Accordingly we suggest that re- opening or revision of completed
assessments should not take place as a tool to rectify internal audit objections as such instances only create uncertainty for taxpayer and increase disputes and litigation.

14 Making of
fresh claim
during
assessment
proceedings
143(3) / 148 Presently AO does not entertain fresh claim by assessee during assessment proceedings except by way of revised return filed u / s 139(5) which was confirmed in case of Goetze (India) Ltd. vs. CIT (2006) 284 ITR 323 (SC). However assessee can claim such fresh claim before appellate authorities. It is recommended that necessary amendments be made to the existing provisions to enable a taxpayer to make fresh claims at the assessment stage also.
15 No penalty for bonafide claim to reduce litigation 273B Initiation and consequent levy of penalty by AO for additions or disallowances made under scrutiny assessment to avoid audit objection has led to large scale wasteful litigation. It is recommended that penalty u / s 273B should not be levied in following cases:

Any addition or disallowance made without any evidence or in a routine manner or on estimate basis and in cases where Assessing Officer takes a view which is different from bonafide view adopted by assessee on any issue involving interpretation of any provision of IT Act or any other law in force and which is supported by any judicial ruling.

16 Release of
attached property on submission of bank guarantee
281B Option of submission of bank guarantee towards release of asset was introduced in 2016 but recovery before appellant order needs clarity. It is recommended that prohibiting recovery from such Bank Guarantee till the time for filing an appeal against the assessment order has expired, or in case where such an appeal is filed, till the time that appeal is disposed, would be necessary assurance for the taxpayer for exercising this option, and would facilitate resolution of disputes related to attachment of property u/s 281B without impacting taxpayer s business plans.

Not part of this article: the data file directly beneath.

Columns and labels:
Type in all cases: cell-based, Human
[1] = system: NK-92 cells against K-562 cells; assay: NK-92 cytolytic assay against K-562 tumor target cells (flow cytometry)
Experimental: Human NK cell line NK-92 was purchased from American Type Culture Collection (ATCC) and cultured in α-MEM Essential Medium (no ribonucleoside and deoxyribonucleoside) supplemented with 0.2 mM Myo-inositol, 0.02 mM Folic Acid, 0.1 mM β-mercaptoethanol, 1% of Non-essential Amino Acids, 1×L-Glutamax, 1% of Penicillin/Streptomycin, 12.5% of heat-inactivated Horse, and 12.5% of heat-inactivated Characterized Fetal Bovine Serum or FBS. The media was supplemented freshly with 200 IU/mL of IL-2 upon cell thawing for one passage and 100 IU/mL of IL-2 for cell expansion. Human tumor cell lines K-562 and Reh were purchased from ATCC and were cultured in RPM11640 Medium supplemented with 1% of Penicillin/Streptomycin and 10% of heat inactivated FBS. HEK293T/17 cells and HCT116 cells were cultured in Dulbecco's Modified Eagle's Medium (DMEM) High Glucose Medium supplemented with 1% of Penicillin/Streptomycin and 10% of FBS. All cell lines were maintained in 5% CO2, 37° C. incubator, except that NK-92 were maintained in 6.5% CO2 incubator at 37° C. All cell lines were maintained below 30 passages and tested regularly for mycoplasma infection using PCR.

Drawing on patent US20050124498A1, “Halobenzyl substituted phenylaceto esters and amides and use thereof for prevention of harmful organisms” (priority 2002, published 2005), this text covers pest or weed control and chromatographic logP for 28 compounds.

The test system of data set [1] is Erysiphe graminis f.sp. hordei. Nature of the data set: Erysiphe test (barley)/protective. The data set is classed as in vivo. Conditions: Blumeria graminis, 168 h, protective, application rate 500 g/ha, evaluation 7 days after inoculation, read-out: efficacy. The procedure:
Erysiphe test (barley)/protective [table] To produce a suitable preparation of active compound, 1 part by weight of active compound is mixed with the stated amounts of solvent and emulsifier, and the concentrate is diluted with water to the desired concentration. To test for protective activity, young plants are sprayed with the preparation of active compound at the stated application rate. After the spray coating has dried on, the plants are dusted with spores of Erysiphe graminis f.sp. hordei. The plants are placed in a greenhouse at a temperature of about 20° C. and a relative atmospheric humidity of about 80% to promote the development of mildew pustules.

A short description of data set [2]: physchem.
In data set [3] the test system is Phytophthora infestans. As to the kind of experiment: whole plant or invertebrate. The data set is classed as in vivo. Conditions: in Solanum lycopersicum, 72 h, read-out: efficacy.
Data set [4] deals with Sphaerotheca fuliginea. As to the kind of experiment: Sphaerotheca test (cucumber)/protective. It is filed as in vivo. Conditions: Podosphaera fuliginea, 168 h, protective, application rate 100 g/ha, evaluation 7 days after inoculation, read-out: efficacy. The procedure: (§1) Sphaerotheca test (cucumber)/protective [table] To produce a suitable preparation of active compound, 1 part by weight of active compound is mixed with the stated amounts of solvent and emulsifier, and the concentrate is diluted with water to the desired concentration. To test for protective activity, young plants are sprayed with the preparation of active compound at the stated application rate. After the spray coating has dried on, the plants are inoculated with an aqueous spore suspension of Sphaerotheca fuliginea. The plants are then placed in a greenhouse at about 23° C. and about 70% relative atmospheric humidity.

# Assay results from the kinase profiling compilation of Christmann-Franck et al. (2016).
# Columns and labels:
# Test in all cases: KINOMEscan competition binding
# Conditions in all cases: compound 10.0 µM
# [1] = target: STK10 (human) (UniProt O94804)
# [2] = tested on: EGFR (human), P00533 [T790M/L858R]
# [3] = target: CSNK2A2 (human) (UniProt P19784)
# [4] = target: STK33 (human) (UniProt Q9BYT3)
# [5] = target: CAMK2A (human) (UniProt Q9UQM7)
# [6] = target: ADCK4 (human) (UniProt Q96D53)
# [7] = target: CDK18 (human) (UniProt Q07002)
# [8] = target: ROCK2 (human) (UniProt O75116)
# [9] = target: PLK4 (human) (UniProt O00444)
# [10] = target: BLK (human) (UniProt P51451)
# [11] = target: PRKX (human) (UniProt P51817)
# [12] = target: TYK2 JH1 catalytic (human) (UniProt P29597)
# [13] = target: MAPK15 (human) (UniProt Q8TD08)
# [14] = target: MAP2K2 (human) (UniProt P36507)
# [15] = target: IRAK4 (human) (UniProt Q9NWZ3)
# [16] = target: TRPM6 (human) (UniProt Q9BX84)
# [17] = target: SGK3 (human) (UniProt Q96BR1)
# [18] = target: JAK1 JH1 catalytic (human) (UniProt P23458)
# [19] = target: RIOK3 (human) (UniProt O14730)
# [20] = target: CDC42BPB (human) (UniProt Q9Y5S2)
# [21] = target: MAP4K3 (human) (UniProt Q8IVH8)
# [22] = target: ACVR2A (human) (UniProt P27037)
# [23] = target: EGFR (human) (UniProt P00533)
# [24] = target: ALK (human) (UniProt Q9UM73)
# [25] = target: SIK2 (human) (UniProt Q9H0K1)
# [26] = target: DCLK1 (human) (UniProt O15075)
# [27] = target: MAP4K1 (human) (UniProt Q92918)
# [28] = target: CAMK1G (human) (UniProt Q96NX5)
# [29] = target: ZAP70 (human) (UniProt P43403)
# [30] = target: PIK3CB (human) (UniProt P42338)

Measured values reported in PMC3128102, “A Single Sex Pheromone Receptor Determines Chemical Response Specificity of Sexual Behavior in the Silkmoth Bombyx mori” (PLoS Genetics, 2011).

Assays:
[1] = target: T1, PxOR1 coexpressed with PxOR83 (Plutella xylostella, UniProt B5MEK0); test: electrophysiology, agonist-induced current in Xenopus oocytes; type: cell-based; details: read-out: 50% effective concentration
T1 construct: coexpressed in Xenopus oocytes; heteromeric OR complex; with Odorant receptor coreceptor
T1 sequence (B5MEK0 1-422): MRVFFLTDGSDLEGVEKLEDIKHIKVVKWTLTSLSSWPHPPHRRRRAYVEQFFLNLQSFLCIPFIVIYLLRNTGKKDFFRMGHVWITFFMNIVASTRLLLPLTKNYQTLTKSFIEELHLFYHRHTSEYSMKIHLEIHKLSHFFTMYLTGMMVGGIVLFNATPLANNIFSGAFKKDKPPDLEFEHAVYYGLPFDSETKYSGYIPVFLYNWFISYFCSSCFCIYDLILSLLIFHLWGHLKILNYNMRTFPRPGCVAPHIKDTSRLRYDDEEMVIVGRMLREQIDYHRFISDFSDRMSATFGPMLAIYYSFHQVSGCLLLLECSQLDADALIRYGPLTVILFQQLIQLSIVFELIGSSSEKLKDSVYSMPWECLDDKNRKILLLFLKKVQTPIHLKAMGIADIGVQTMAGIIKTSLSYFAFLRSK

17 a. Transfer Pricing Sec 92 Applicability of Transfer Pricing Provisions even where there is no shifting of profits outside India should be relooked at.

Further, there is frequent litigation in respect of transactions of Income arising to the Foreign Company, and adjustments proposed / made by TPOs, when payment is accepted at Arm’s Length in hands of Payer Indian Co.

i) There are several instances profits and yet transfer pricing provisions apply. For example transactions between Indian PE of Foreign Company and Indian Company, AE of same group, for purpose of PE of a Foreign Company helping Indian Company (AE), which is executing projects in India or helping to render services in India.

ii) Therefore, while dealing with TP provisions, base erosion principle should be kept in mind and if this test is not satisfied then notional adjustment under TP should not be made. Areas where there is widespread litigation are in respect of payment of Royalty / FTS and interest transactions.

b. Transfer Pricing- APA Sec 92CC Alternative mechanism to file review petition where APA is not concluded. In order to reduce litigation, many MNCs prefer to file Advance Pricing Agreements (APA) under Section 92CC and get certainty for five years ahead and four years
backward. In India, it has started well particularly in respect of unilateral APAs. However, it has
not been very successful in case of bilateral APAs. The whole process takes between 24 months to 40 months.There is an option given to the applicant to not accept the proposal given by APA authority and instead proceed with the normal litigation route. This considerably delays the whole process of resolution and certainty.Where agreement is not reached with APA authorities, a mechanism should be provided by amendment in the Act, permitting the applicant to file an appeal before the appellate body (wherein one of them should be retired / sitting Tribunal member). This body may hear the applicant as well as APA authorities and pass an order. There should be time limit for mandatorily passing order within six months from filing of appeal. Such orders passed by the appellate body should be non- appealable. This will enable the applicant to avoid going through full assessment, TP, DRP, Litigation process.